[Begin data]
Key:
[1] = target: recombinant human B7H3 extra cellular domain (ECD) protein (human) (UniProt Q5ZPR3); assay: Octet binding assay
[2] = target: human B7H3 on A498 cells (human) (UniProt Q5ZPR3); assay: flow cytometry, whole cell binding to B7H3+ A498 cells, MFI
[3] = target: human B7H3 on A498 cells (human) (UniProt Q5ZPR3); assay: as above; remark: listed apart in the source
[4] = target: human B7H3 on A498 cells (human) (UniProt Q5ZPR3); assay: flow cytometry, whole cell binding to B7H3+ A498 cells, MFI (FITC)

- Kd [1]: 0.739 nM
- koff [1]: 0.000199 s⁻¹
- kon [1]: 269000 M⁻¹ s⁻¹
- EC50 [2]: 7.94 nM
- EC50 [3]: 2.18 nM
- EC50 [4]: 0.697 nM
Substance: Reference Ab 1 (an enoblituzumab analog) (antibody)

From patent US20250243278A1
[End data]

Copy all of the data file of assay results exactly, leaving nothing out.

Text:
Key:
[1] = target: recombinant human B7H3 extra cellular domain (ECD) protein (human) (UniProt Q5ZPR3); assay: Octet binding assay
[2] = target: human B7H3 on A498 cells (human) (UniProt Q5ZPR3); assay: flow cytometry, whole cell binding to B7H3+ A498 cells, MFI
[3] = target: human B7H3 on A498 cells (human) (UniProt Q5ZPR3); assay: as above; remark: listed apart in the source
[4] = target: human B7H3 on A498 cells (human) (UniProt Q5ZPR3); assay: flow cytometry, whole cell binding to B7H3+ A498 cells, MFI (FITC)

- Kd [1]: 0.739 nM
- koff [1]: 0.000199 s⁻¹
- kon [1]: 269000 M⁻¹ s⁻¹
- EC50 [2]: 7.94 nM
- EC50 [3]: 2.18 nM
- EC50 [4]: 0.697 nM
Substance: Reference Ab 1 (an enoblituzumab analog) (antibody)

From patent US20250243278A1